9. Excellent recap, and enjoyed all the insightful comments, now my 2 cents.

    Loved this episode, liked the character development. We now know we were right about poor Chuck, yet his pain and panic are very real. We saw Jimmy’s strong devotion to his brother, frantically trying to keep electricity away from Chuck. He obviously feels guilt about Chuck’s condition, we’ll just have to wait for the reason why.

    At the hospital I like how he asked Kim what she would do about Chuck, and that she didn’t sugar-coat it.

    Then here came power-walking Howard down a hospital corridor because he doesn’t want Jimmy to have his brother committed, and cash him out of the firm …and though Jimmy will end up doing what’s best for Chuck, right now he just wants to take him home where he’ll be comfortable … ‘I want to go home’ …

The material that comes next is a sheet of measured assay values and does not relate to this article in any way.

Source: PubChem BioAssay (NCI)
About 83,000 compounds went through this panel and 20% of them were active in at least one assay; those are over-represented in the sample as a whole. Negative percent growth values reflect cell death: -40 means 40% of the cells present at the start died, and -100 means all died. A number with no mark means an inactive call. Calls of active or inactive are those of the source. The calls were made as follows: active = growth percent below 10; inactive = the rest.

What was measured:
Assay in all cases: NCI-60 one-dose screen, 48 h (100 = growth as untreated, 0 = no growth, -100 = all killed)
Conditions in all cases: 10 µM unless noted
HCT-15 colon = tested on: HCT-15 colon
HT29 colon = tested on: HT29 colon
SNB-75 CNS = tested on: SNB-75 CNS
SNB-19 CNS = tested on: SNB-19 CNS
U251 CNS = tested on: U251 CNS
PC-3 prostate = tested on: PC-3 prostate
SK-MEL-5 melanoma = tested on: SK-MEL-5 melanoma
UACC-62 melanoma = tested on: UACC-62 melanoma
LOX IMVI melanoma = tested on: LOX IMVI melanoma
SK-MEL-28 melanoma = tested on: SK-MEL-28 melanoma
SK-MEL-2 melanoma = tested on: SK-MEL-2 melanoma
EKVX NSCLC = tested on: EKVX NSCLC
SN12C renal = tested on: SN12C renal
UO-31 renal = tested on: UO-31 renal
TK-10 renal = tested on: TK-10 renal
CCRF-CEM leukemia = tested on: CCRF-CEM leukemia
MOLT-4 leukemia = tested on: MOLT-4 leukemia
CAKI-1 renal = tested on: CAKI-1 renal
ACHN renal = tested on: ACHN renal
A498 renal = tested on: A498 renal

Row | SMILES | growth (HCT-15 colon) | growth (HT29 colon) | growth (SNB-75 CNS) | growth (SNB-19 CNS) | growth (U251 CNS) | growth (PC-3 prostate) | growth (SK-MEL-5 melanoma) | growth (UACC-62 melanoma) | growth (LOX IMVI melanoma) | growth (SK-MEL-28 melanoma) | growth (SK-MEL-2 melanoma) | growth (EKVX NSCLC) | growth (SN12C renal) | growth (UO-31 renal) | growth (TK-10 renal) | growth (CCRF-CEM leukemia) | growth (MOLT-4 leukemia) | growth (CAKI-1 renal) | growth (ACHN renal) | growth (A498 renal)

Sorry, but I’m developing a major crush on Jimmy … described somewhere as somewhat hokey, sleazy, sweet, and gruff. Yes that and lots more, I like how he treats people, especially women.

    This ep was so much fun. I’d barely got my breath back from laughing at looney Yosemite Sam with his face on all the money … then the hilarious talking potty – ‘Give it to me, Chandler. I want it all!’ – and I giggled again when here comes the Hummel lady, so slowly on the stair chair and then the interminable Tim Conway shuffle.

    Though he looked at his watch, I like how Jimmy was nice to her, how he play-flirted back with her – ‘you do a DNR and I’ll bring the pineapple and the blender – and he was patient with her, trying to make sure the Tow-Headed Twins or the Lute-Playing Angel went to the right family member.